Last week we launched our new book, Software Defined Networking for Dummies, which I wrote the vast majority of and was responsible for producing. And the response to date has been far more enthusiastic than even I anticipated. The feedback from the Cisco field has been great, and there is strong demand for reprints across all regions and localization in a number of languages. [Printed copies can now be ordered from the Cisco Collateral Store at nominal cost here.]
Naturally, we’ve also gotten a number of questions, such as “Does this mean we think SDN is for Dummies?”, “Do we think our customers are Dummies?”, “Why did Cisco decide to leverage the Dummies brand for this topic?”, etc. In order to clear some of this up, the social media team asked me to write a bit of the backstory of the creation of the book, why we decided to do it, and why it’s proving to be such a popular asset.
It all started when I was looking to fill a large gap in Cisco product marketing, particularly around SDN and our Application Centric Infrastructure (ACI). SDN has certainly proven to be a revolutionary break from traditional networking architectures and is really changing the way organizations think about their IT processes and how they design data centers. With all this change, it’s been hard for a lot of people to get their heads around what this new technology trend is really all about. When Cisco introduced ACI as a very sophisticated and comprehensive SDN solution, there’s no doubt it took people a lot of time to understand ACI, how it was similar to SDN, and where it was introducing new innovative concepts. Read More »
Tags: ACI, application centric infrastructure, SDN, SDN for Dummies
I speak with customers every day and often hear they are confused by conflicting vendor claims, marketing hype and embellishments. This is especially true when discussing SDN, where both the technology and the market have evolved significantly over the past few years.
I’ve invited Frank D’Agostino, one of Cisco’s top technical experts on SDN, to join me in separating fact from fiction. Frank and I are on a mission to debunk trendy technology myths, and this is the first in a three-part video series that we’ll bring to you over the next week.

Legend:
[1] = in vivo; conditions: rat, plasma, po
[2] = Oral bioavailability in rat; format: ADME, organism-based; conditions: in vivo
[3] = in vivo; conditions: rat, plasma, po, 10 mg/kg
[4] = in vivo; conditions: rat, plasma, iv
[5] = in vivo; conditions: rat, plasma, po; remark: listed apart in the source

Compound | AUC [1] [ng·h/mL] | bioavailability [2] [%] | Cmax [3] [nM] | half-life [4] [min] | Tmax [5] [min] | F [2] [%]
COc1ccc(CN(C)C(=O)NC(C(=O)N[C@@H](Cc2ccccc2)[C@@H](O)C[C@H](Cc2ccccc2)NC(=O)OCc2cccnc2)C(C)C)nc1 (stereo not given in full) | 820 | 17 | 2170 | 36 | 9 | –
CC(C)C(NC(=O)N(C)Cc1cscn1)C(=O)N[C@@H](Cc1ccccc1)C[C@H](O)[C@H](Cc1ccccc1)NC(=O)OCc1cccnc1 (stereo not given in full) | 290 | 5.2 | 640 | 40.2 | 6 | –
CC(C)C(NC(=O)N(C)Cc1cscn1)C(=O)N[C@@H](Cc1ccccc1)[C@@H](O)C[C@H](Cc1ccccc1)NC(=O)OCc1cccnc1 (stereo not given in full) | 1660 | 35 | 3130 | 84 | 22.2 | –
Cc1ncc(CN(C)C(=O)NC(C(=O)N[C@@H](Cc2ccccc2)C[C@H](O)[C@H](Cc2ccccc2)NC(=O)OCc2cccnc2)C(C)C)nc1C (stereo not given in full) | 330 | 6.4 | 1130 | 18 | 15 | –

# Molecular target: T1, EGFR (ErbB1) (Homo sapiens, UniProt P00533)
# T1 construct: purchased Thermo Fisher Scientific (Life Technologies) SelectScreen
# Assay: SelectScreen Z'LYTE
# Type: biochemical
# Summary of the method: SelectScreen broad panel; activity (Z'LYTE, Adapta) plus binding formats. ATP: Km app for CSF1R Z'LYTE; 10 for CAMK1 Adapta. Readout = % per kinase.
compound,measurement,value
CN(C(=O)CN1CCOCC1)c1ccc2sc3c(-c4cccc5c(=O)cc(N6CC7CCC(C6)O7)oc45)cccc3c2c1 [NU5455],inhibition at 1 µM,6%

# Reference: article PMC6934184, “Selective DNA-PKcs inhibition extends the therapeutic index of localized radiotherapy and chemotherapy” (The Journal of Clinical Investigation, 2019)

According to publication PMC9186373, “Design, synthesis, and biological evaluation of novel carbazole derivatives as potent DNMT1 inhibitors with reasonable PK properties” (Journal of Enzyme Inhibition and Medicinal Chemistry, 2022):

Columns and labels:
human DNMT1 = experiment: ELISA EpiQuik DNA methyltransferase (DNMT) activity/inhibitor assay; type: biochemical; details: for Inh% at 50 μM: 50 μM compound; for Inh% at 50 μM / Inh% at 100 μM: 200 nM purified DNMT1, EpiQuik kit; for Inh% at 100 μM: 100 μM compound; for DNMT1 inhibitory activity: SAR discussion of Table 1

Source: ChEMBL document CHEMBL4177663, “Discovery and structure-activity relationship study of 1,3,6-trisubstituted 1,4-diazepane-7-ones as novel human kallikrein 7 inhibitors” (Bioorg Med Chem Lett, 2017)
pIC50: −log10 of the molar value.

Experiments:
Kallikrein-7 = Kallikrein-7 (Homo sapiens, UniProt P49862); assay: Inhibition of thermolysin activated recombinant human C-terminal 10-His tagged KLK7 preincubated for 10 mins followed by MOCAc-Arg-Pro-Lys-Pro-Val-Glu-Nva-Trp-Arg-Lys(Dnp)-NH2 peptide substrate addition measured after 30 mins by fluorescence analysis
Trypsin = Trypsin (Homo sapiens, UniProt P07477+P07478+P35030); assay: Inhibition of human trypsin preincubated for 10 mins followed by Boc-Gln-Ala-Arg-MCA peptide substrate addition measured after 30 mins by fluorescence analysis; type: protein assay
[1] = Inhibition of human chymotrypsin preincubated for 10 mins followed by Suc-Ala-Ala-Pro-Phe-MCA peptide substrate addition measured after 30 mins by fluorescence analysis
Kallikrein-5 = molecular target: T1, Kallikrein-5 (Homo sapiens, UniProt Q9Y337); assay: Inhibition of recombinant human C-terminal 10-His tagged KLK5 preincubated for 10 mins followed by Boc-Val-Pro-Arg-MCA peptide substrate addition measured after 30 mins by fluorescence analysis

In this first episode, Frank and I discuss the differences between Cisco’s ACI and VMware’s NSX. Frank is in a unique position to discuss both technologies, since he’s the only expert that has been deeply involved in the development of both NSX and ACI.
We think that ACI and Nexus is the most complete solution on the market. It does everything customers want from SDN, while offering more capabilities than NSX, and being two to three times less costly in typical customer configurations.
Cisco also collaborates very closely with our customers on technology, and we work with a wide variety of industry leaders, including competitors, to offer the best level of technology integration and interoperability. The reality is that the choice between ACI or NSX is not “either or:” if customers want both, NSX can run on ACI just like any other application, and in fact NSX will run better over an ACI infrastructure than over any other infrastructure on the market.
Take a look at our first video below, and then compare for yourself which solution makes the most sense from the perspective of cost, performance, scalability, and features.